opposed to errors. More at the end of this message.

> # # [19:53] <zcorpan> Hixie: the result will be that those who hand- 
> write templates will add the <meta> to claim that they are wysiwyg.  
> so they can use style="" and pass validation
> # # [19:53] <zcorpan> q.v. transitional doctype and target=""
> # # [19:53] <zcorpan> *or* they will come up with uglier hacks
> # # [19:53] <zcorpan> q.v. adding target="" with javascript
> # # [19:56] <zcorpan> so if we find that we need to allow something  
> for wysiwyg, it has to be conforming for anyone (yet we can  
> discourage or say that authors SHOULD NOT do it or whatever, but  
> trying to force them not to will lead to the same path as target=""  
> situation today, i think)
> # # [19:59] <zcorpan> or say that it isn't conforming but say that  
> wysiwyg tools can emit it anyway
> # # [20:00] <zcorpan> what i'm saying is that the wysiwyg meta tag  
> is the new transitional doctype


> # # [20:22] <othermaciej> zcorpan: isolating the use of purely  
> presentational inline markup seems to have some value

I agree that the ability to isolate style='' is a desirable  
conformance checker feature. Some authors (including myself) want to  
catch and purge unrequested style='' generated by WebKit, Nvu, OOo,  
etc. in order to avoid interference with deliberate styling.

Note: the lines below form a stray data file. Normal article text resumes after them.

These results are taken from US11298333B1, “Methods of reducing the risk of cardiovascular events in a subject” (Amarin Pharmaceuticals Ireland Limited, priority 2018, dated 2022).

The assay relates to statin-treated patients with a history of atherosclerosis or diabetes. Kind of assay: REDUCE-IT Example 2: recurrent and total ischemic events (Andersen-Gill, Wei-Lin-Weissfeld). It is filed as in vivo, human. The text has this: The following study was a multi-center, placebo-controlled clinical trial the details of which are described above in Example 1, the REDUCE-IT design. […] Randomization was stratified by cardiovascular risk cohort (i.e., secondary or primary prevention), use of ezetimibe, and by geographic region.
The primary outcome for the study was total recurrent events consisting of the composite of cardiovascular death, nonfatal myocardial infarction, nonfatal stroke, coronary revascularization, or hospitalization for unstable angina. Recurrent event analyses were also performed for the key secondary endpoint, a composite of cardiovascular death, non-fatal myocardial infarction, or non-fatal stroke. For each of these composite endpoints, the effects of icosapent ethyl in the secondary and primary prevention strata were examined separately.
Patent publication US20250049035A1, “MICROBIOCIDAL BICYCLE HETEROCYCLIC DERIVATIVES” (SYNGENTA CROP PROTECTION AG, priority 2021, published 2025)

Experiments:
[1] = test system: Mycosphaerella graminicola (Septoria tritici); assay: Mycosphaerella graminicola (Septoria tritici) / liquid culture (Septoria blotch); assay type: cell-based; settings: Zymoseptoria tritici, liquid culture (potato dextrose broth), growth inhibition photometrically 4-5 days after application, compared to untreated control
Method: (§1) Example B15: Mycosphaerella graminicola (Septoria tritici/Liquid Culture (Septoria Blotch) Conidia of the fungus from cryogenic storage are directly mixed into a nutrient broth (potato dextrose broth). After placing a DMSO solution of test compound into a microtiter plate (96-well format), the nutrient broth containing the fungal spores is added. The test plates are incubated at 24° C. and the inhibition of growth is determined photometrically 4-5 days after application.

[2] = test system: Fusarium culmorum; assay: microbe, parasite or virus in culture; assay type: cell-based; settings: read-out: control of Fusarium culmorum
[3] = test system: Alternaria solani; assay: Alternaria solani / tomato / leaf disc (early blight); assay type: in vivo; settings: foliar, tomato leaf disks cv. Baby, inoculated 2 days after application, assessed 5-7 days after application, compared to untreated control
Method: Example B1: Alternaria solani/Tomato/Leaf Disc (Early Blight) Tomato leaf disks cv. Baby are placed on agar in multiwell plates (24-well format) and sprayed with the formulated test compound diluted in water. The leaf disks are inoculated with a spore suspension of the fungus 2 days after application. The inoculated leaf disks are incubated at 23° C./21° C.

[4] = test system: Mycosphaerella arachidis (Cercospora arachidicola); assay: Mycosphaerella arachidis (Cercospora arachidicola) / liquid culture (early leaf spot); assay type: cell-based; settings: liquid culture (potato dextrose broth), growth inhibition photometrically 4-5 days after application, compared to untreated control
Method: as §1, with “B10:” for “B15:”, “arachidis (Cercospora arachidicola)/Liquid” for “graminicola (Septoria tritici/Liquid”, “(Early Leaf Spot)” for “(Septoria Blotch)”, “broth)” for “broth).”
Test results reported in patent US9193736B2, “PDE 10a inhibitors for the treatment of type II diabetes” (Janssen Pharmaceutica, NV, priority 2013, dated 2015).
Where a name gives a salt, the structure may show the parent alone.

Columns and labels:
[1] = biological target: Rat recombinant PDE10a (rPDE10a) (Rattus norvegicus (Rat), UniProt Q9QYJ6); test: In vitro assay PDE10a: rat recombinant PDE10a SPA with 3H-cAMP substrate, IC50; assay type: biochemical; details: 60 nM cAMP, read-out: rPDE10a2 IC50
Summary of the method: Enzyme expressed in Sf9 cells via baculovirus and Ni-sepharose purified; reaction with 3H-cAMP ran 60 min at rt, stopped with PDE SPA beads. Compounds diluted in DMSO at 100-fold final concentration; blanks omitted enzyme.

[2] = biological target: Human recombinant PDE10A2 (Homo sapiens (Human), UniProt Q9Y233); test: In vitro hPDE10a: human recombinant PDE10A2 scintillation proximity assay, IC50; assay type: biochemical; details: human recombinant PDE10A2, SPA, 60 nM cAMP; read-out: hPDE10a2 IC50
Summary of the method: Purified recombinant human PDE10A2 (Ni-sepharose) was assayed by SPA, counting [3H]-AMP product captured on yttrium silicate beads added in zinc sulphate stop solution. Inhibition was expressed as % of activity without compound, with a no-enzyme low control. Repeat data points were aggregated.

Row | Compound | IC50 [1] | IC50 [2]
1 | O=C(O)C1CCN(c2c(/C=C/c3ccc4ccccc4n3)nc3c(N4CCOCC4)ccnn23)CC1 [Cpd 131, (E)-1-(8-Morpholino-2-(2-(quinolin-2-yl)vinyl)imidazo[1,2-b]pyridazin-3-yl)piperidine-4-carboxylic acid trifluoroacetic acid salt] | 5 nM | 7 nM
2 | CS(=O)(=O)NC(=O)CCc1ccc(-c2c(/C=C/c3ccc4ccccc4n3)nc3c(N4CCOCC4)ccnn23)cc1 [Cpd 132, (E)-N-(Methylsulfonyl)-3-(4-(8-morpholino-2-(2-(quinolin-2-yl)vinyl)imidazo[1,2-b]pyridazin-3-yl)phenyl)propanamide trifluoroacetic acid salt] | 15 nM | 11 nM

> # # [20:25] <Hixie> the problem with style="" is that it encourages  
> thinking in a media-specific way

I think you are reversing causality here.

> # # [20:25] <Hixie> imho
> # # [20:25] <Hixie> i mean we have inline <style> elements now
> # # [20:25] <Hixie> that go almost anywhere
> # # [20:25] <Hixie> and are scoped
> # # [20:25] <Hixie> why use style=""?

For backwards compat and for locality (both for humans and editors  
that need to keep track of the styles).

> # # [20:28] <Hixie> i agree that the magic <meta> thing sucks

Not necessarily as a conformance checker pragma for indicating that  
you want to suppress certain *warnings*.

> # # [20:33] <Hixie> another possibility is to allow style="" on  
> <font> and <div>, and allow them everywhere

That would give an incentive to make even less semantic markup than  
if style='' was allowed on every element.

> # # [20:33] <othermaciej> at least some strict opponents of  
> presentational markup would like to eliminate <b>, <i> and <font>,  
> but have no problem with style=""


> # # [20:35] <othermaciej> Hixie: I'm not sure removing style="",  
> allowing it on <font> for WYSIWYG only, and adding scoped <style>  
> addresses any actual requirements


> # # [20:36] <Hixie> i don't think it makes sense to make style=""  
> apply to all elements (e.g. <head>)

It is easier to make it a global attribute than trying to limit it.  
In the latter case, you may inadvertently miss some use cases (that  
implementations will support anyway). Compare with what happened with  
id on root when the old HTML 4 WG presumably thought it didn't make  

> # # [20:38] <Hixie> the argument is that there's harm merely in